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Village Manager Steve Williamson is pushing for a third time to get Key Biscayne’s Village Council to approve two contracts that his administration has been recommending for months. 

But getting to “yes” has not been easy. The contracts — up for votes Wednesday — cover a test of pollution control devices in the island’s storm drains and renewal of a contract covering trash hauling services on the island. 

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In both cases, Williamson has argued that critical relationships the Village needs are at stake, and that further delay would harm those relationships, whether they are with state officials or with a contractor delivering a critical village service. 

The first area is a pilot program to filter water that flows into Biscayne Bay from the island’s storm sewers. At stake, according to Williamson, are state funds to test two different types of technology to remove pollutants in storm drains near the K-8 school. The pilot projects, costing about $210,000, would receive three-quarters funding from the State Department of Environmental Protection. 

A diagram of a sponge filter from AbTech Industries proposed for a pilot program in Key Biscayne, Florida. (KBI via Village of Key Biscayne)

One technology, a type of basket that collects debris, is already being tested, according to Roland Samimy, the island’s resilience officer. Another technology is a type of sponge that is aimed at removing harmful chemical pollutants. 

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“We’ve got a lot of big projects to do,” Williamson said, adding state officials are starting to question why the Village hasn’t started the projects it applied for. Williamson said the delay “is jeopardizing the relationship” with the state environmental agency. “We’ve got to be good stewards of the bay and the ocean that surrounds us.”

The council approved the grant submission last August. But some council members — notably Brett Moss and Fernando Vazquez — have worried that the technology would fail during periods of heavy rain and cause flooding. 

“What’s the point in starting to test pollution controls?” Moss said at a meeting in January, saying his “confidence level is not high” that the technology will work.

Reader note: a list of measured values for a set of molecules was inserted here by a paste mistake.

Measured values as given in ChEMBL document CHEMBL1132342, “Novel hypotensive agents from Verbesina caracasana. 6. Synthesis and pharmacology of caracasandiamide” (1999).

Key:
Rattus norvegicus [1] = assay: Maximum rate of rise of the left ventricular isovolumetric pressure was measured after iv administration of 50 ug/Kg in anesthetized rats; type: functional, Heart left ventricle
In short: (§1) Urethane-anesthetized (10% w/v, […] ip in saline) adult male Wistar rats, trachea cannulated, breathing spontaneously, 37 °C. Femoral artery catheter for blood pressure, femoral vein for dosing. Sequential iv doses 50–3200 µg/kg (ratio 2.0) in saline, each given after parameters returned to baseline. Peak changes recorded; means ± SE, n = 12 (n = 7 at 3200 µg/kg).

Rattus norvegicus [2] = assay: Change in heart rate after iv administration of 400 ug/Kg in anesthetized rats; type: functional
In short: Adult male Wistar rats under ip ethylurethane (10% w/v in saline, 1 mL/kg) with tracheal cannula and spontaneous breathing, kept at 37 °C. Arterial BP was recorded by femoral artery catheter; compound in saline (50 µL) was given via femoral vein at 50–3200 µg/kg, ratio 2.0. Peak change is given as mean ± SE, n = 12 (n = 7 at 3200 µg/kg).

Council Member Fernando Vazquez, an environmental engineer, also raised questions, but said he plans to vote yes on the measure Wednesday, with the proviso the devices can be swiftly removed if they lead to flooding. He said he fully supports pollution controls, but said water quality approaches that happen at discharge, after the water has been pumped away, are more likely to work than a system that works at the storm drain. Mayor Joe Rasco said he too has been satisfied with the administration’s responses and would likely vote yes on the pilot program contracts. 

Trash Contract

In the second area, Williamson again is asking for an early renewal of a contract with Great Waste and Recycling Service to handle trash removal, but with a smaller price tag than before. 

The council previously balked at a 9% increase in January, after Williamson argued that maintaining goodwill with a well-regarded contractor was in the village’s interest. Staff had spent months negotiating new terms Williamson argued were fair considering inflationary wage pressures. 

The revised contract up for vote Wednesday comes with a one-time 5.9% increase, with inflation caps for 4% for future year price increases. The proposal would also allow the Village to create a franchise system to condominiums and businesses, with the hope of extending savings. The increase would be retroactive to January of this year. 

Mayor Joe Rasco, who also was skeptical in January, said the administration had worked hard to lower the cost and said he would support the contract re-opener. “This is a rare exception,” Rasco said. “If a company makes a contract with us, we expect them to keep it.” 

The slow approval process has drawn some attention from the Village’s unions, who will be starting bargaining for new labor contracts soon. The administration rejected the comparison, but representatives from Great Waste said wage pressure was one of the reasons they sought a contract re-opener. 

The revised manager’s memo says the proposed fee increase is “based solely on the increased tipping fees” that Miami-Dade County charges waste haulers, but did not detail how the new increase was arrived at. 

Rasco said he had reached out to Eddie Blanco, the head of Key Biscayne’s unionized firefighters, to say that the solid waste contract shouldn’t be seen as a precedent for the upcoming round of negotiations. 

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Editor-in-Chief

Tony Winton is the editor-in-chief of the Key Biscayne Independent and president of Miami Fourth Estate, Inc. He worked previously at The Associated Press for three decades winning multiple Edward R. Murrow awards. He was president of the News Media Guild, a journalism union, for 10 years. Born in Chicago, he is a graduate of Columbia University. His interests are photography and technology, sailing, cooking, and science fiction.

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Tony Winton is the editor-in-chief of the Key Biscayne Independent and president of Miami Fourth Estate, Inc. He worked previously at The Associated Press for three decades winning multiple Edward R. Murrow...